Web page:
Father of the Blind:
As a child, living in Winchester in southern England I spent much time at the house of my great-grandmother. She lived nearby with her son-in-law Thomas Waldin, a widower.
In this house, the name Sir Arthur Pearson was spoken of with reverence, as it was by my mother, Jean (Thomas’s daughter) and Mother’s three brothers. For it was Pearson who early in the year 1915 had visited my Grandad Waldin in hospital in London where he lay, having been grievously wounded and blinded on the Western Front. Pearson presented him with a Braille watch (which is now in my possession and which I treasure) and offered him a place at St Dunstan’s Hostel for Blinded Soldiers and Sailors in Regents Park (now Blind Veterans UK), which he himself had founded.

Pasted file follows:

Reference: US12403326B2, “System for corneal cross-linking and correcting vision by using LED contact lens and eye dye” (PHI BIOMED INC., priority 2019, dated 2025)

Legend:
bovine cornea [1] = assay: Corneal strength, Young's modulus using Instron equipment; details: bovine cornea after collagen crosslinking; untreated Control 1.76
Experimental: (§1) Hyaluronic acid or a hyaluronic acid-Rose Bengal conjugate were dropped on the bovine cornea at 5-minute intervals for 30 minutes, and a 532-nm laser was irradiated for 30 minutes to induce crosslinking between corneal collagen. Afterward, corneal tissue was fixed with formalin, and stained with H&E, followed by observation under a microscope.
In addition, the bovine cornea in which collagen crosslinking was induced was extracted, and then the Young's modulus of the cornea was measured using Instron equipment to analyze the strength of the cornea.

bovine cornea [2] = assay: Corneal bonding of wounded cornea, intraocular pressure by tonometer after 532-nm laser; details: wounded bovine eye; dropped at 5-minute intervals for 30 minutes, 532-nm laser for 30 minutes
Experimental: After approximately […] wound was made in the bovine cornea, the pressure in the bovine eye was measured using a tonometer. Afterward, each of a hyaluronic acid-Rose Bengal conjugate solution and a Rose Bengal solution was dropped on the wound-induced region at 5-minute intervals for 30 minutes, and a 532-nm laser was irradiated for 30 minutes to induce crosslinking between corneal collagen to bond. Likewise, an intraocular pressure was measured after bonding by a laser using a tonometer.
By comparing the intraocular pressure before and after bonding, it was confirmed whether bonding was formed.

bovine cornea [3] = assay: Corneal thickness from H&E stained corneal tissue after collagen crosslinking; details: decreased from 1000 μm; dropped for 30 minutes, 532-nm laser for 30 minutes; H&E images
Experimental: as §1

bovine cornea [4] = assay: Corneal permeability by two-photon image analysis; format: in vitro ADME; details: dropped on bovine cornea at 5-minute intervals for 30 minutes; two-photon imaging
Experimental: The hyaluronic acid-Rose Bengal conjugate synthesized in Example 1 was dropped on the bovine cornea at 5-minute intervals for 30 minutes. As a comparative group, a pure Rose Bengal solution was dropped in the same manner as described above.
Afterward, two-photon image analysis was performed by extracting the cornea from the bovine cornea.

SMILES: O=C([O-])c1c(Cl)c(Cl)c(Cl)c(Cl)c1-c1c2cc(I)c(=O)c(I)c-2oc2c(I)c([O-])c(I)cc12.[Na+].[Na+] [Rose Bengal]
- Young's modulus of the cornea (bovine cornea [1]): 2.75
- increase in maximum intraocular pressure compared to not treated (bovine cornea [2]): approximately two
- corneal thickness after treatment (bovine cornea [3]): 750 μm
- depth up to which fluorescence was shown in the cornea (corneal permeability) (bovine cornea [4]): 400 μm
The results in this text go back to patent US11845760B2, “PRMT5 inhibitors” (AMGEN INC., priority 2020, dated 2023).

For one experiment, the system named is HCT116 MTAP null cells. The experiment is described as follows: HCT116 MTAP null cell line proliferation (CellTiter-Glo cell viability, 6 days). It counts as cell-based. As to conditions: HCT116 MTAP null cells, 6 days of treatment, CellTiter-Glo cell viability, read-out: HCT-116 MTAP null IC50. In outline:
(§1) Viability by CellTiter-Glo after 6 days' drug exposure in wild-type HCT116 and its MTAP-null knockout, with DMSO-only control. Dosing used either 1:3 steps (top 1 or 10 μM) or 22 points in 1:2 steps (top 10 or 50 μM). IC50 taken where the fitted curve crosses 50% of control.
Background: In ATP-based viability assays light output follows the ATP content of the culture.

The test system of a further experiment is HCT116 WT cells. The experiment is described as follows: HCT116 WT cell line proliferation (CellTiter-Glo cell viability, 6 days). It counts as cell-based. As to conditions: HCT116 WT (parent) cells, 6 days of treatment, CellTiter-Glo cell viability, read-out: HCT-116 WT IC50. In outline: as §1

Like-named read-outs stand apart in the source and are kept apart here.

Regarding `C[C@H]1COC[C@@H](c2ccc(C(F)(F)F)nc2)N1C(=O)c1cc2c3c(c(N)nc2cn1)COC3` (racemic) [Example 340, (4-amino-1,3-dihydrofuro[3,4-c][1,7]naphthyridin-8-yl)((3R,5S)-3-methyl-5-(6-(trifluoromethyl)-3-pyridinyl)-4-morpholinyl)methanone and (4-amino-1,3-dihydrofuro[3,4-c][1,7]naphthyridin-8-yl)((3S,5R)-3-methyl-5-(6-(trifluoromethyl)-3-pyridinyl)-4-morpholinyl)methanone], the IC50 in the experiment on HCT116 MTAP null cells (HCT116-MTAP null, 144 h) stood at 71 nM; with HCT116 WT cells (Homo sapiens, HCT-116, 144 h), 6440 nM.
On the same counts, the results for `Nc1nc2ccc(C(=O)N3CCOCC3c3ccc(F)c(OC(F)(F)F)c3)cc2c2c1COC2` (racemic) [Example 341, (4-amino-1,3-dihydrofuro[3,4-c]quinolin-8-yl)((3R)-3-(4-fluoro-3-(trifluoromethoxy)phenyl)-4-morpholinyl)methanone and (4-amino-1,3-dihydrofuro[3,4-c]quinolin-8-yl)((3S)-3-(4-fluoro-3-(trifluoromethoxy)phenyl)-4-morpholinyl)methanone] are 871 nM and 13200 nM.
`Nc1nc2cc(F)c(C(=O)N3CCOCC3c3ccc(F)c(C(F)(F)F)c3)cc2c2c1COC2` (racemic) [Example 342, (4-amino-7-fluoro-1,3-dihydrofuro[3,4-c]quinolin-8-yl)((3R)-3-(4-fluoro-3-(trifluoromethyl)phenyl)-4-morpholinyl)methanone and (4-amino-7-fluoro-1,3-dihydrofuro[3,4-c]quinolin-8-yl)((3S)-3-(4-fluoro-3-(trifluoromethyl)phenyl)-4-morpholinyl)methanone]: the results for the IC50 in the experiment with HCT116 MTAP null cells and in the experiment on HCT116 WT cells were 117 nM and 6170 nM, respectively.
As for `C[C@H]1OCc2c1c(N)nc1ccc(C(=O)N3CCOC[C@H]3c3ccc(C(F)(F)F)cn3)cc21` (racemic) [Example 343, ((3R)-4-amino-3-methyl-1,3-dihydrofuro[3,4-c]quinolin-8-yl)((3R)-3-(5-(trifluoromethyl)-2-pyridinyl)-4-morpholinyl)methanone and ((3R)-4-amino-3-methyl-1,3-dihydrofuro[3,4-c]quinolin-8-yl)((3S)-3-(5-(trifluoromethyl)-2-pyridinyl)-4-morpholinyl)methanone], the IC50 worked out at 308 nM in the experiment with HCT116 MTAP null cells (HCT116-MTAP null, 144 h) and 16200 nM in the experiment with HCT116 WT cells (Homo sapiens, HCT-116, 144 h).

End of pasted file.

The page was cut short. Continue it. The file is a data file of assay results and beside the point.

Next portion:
Here, with practical help from trained instructors (most of who were also blind); with loving kindness dispensed by the staff, and in the company of their comrades in arms, the men were taught a trade (Grandad Waldin chose boot and shoe repairing) in order that they might regain control over their lives and, in Pearson’s words, achieve ‘Victory over Blindness’.
‘This well-researched and highly readable book described the life and work of my late grandfather – Sir Arthur Pearson, founder of The Daily Express Newspaper. Sir Arthur is remembered for his many acts of charity, including the creation of the Fresh Air Fund For Children. However, he is chiefly remembered as the found of St Dunstan’s, which gave hope and purpose to the blinded British and allied soldiers of World War I’
– Sally Hardy
All royalties will be donated to charities for the blind of Britain and the Commonwealth Nations who fought in The Great War.